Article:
King Abdullah’s $67bn housing investment programme cannot be delivered without market reform. Housing crisis threatens stability of world’s largest oil producer
In response to the anti-government protests sweeping through the region, Saudi Arabia’s King Abdullah bin Abdulaziz al-Saud has pledged to spend upward of $67bn on building 500,000 new homes for Saudi citizens.
Unlike Hosni Mubarak in Egypt and Muammer Qaddafi in Libya, King Abdullah is generally popular with his people. But while the king personally may not face the same level of political threat as counterparts in the region, the kingdom suffers from many of the same economic inequalities that are fuelling unrest.
Saudi Arabia is the largest producer of crude in the world and the impact of regional events on the oil price are further increasing the strength of the government’s coffers. However, this wealth is not evenly distributed. There is a large gulf in the standard of living between the upper and lower echelons of Saudi society, and the sight of Arab counterparts protesting throughout the region has the potential to fuel discontent. That is unless these inequalities are adequately addressed by the king.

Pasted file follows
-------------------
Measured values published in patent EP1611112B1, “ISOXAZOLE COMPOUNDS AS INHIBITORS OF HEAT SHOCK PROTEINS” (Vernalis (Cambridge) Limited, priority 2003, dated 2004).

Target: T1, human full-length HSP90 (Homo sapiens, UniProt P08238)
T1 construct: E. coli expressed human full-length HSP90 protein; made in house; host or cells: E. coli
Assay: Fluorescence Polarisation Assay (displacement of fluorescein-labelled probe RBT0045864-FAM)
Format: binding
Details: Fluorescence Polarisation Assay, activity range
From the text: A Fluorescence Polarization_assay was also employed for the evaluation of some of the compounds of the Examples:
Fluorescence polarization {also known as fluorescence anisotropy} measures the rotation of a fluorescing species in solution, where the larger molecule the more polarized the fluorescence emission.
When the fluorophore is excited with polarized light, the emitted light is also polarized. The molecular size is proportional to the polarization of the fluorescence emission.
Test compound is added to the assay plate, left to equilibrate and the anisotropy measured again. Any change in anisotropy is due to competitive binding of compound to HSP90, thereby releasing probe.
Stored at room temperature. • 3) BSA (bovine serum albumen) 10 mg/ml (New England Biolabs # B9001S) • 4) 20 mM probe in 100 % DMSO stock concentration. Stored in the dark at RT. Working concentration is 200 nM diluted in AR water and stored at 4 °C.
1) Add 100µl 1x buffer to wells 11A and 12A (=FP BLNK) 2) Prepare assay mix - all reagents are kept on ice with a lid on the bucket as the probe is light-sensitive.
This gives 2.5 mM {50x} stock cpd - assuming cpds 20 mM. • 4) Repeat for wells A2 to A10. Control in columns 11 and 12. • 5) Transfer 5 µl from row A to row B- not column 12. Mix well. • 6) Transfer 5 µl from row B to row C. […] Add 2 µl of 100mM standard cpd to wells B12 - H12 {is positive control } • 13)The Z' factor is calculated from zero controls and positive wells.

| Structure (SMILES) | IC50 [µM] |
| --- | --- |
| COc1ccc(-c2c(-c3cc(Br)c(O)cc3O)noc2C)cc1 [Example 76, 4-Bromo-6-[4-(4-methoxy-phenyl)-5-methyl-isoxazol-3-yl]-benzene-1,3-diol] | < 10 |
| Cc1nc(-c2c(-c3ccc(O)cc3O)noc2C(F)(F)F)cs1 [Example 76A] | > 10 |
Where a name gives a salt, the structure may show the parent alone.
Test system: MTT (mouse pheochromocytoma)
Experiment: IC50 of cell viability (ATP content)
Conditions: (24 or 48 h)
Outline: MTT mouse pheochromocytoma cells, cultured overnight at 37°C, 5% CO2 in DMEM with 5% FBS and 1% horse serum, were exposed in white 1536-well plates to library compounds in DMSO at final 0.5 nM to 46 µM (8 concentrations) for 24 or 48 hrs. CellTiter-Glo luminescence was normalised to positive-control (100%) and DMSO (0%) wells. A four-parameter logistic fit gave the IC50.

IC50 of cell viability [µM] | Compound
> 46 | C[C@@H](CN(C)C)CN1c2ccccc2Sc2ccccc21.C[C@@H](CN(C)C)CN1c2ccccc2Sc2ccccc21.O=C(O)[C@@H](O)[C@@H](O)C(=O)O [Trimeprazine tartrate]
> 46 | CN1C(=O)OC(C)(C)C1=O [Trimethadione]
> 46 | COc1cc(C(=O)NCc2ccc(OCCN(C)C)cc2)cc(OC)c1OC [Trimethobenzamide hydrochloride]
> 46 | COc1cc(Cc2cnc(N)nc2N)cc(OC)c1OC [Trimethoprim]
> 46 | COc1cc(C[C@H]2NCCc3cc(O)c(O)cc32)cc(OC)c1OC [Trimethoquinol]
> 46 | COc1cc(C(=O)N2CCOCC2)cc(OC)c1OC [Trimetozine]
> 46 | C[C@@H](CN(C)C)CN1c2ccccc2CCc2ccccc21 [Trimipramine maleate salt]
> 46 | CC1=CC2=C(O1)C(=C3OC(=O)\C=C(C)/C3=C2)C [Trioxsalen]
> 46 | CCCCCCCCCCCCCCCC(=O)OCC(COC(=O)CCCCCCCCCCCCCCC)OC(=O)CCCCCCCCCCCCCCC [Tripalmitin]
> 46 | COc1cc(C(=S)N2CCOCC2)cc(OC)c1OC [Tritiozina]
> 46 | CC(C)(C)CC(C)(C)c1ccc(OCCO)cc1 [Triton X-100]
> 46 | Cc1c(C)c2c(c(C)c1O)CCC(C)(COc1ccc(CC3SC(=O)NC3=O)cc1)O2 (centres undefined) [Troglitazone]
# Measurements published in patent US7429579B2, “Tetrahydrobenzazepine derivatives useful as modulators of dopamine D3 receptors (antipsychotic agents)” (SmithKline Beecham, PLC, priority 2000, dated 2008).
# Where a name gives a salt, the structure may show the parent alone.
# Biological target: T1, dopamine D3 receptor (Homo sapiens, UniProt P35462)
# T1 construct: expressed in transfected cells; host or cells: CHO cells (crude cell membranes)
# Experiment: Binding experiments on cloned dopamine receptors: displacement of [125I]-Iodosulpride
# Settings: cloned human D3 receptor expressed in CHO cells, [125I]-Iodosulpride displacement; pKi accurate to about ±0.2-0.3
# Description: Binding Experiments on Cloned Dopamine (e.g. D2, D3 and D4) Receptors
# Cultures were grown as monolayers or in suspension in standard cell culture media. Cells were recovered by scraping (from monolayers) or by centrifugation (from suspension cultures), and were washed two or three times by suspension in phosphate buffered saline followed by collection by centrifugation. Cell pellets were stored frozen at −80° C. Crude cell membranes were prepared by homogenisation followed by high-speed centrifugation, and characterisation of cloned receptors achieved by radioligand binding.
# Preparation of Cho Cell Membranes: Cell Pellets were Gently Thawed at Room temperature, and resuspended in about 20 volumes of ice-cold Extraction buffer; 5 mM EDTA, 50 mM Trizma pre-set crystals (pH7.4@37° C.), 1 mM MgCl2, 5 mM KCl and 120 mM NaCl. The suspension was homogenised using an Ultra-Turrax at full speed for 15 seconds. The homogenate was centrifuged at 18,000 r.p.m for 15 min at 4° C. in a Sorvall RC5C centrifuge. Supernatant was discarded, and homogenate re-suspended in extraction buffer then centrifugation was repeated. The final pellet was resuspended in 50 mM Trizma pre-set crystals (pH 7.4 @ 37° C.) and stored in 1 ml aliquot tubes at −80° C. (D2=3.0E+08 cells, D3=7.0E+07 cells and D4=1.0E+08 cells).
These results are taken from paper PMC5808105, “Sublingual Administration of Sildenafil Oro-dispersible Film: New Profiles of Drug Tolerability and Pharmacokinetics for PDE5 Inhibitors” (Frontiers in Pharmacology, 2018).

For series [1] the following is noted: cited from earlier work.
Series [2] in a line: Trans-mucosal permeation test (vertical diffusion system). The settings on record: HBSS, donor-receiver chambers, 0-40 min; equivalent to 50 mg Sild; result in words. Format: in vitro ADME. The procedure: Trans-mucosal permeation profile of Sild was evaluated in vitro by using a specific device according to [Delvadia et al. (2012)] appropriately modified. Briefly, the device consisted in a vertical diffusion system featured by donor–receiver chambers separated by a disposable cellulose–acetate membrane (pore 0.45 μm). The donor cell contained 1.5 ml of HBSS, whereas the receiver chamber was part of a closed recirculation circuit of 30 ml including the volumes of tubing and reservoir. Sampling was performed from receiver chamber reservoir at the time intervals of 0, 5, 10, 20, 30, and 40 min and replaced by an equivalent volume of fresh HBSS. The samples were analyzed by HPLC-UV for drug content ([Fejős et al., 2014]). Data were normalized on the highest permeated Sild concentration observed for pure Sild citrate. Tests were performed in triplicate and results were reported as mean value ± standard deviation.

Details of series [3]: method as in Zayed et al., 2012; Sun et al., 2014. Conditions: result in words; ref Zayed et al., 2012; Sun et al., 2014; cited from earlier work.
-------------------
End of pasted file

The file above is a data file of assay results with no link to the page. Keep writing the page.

One of the main issues facing Saudi Arabia is the lack of housing. It is estimated that the kingdom will require about 1.6 million new homes by 2015. King Abdullah’s recent announcement is a good start, but the hard part is still to come.
Large stimulus packages and housing plans have been announced before, but few targets have been met. Bureaucratic institutions and lack of private sector involvement have thwarted previous efforts to meet the housing needs of the growing population.
The king has also set up a new housing ministry. It is imperative the ministry pushes ahead with housing plans quickly and efficiently. An increased role for the private sector is vital if Saudi Arabia is to meet the expected demand. To attract more private sector involvement, reforms such as the mortgage law will need to be implemented swiftly.
It is not the first time that Riyadh has promised to address the problem, but it is now more important than ever that it starts to deliver.
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